From what I understood, you are letting the connections die and the client reconnect, while keeping track of the messages in between (correct me if I'm wrong).That is different than the EM version, in which the connections are long-running and don't block each other on read/write.I decided to simply check the size of this array and if it grew to a maximum size, removed the connection is from the connection map.
Puma detects that the connection has closed and it just kills the thread associated with it -- which kills the loop. I inspected the code, and it seems that sinatra doesn't "respect" the official rack hijack API.
Puma passes the rack.hijack object down below (it seems it is the Puma:: Client object).
This allows you to scale very naturally with little effort, but you start to discover the evils of threads.
Any time a limited resource is shared, issues around contention for that resource will occur.
When hooked up to Rack, Puma will spawn a new thread for every request made to the Web Server.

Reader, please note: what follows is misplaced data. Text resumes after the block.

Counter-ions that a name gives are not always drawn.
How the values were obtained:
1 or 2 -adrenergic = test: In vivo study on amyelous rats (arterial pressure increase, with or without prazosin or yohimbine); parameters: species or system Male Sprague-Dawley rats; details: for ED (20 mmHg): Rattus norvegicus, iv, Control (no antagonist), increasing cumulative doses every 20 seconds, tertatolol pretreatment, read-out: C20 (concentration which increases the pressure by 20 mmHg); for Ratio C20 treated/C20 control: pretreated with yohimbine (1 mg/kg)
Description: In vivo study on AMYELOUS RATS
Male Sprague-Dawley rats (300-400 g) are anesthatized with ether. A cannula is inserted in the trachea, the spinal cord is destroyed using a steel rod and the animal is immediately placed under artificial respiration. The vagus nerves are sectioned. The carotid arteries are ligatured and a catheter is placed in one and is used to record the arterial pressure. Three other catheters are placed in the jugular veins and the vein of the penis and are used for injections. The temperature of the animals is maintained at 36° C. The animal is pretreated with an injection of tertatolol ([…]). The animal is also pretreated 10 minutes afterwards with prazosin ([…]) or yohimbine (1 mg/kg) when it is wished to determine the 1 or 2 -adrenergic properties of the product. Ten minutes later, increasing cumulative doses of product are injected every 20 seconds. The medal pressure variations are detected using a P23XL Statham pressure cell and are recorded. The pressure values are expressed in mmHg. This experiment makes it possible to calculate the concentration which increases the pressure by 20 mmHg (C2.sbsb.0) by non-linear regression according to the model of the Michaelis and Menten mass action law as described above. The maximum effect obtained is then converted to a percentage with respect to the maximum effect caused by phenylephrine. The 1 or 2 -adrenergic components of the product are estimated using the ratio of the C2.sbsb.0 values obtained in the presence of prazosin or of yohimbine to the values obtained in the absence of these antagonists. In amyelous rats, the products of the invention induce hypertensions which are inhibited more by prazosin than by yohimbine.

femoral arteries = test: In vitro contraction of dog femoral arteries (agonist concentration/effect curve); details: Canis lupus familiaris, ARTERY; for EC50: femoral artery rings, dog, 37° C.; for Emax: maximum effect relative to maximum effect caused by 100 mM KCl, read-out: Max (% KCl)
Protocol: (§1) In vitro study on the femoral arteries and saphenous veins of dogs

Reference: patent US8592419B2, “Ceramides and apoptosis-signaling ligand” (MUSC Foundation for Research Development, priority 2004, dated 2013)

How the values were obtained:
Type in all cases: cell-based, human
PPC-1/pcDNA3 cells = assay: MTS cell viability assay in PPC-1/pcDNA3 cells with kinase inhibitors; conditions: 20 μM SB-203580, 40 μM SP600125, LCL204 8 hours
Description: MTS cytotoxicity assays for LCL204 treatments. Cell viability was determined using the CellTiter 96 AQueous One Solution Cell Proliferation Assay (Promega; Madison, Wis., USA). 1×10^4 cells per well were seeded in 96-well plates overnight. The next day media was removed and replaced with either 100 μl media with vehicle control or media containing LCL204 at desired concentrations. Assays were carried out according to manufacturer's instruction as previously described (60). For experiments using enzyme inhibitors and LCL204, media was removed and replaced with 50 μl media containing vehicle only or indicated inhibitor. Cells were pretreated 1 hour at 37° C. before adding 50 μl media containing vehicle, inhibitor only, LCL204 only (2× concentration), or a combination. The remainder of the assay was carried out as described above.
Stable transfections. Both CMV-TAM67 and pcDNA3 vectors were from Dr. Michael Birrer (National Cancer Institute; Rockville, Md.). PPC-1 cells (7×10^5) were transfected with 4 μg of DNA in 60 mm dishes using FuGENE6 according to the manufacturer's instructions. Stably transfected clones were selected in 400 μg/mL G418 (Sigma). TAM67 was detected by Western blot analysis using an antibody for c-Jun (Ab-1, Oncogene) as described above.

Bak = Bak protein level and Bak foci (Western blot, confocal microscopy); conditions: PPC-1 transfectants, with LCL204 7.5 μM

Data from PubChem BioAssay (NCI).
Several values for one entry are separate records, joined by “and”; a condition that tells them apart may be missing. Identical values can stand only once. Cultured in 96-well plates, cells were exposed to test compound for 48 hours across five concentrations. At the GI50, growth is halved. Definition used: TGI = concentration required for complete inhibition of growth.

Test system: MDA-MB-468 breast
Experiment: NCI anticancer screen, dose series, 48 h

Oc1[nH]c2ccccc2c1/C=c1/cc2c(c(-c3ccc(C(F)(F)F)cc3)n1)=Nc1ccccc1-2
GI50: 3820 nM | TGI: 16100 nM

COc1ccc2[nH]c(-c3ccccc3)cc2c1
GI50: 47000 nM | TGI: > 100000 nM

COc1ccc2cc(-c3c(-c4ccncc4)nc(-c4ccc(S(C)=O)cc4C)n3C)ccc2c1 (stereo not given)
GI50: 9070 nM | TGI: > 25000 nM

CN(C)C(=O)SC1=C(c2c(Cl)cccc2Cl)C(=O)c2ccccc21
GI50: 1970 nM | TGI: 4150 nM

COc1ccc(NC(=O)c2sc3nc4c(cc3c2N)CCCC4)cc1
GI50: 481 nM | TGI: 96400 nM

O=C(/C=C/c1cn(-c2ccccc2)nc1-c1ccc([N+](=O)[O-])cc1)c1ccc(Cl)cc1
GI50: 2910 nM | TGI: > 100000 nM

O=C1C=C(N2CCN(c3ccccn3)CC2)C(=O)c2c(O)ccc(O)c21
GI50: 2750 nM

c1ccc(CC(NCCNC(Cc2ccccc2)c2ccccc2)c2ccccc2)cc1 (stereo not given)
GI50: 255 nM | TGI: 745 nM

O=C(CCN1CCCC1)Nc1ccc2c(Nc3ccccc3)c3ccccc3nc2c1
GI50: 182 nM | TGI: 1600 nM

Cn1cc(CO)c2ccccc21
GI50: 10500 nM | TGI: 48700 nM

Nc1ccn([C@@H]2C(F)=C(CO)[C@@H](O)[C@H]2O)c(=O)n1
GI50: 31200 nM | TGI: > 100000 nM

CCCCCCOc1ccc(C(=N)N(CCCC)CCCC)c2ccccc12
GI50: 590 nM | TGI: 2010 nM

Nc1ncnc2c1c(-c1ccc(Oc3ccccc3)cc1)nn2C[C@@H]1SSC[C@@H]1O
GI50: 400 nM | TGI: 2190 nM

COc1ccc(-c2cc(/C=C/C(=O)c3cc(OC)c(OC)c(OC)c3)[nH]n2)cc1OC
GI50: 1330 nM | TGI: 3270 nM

You can also spawn your own threads for things like DB access, file I/O and in-memory collection access.
I am hoping I figure out a better way to detect disconnects, so that the memory space of that connections event queue can be freed right away.
@tylermauthe already read the solution and played around with it.
Inside the SSEs event loop, I simply drained the array that corresponded to the connection is being handled in an endless loop.
The endless loop is killed by Puma when the connection closes, so eventually these event queues start filling up if you don't remove them after the connection terminates.
I'm trying to do this with puma, but it seems impossible, as the client socket is only non-blocking on reads, there is no way of reattaching it to the event loop even for writes, clients block as soon as you reach max-threads and all this is basically impossible without hijacking the io and handle the event loop somewhere else (I think this is what actioncable does with nio4r).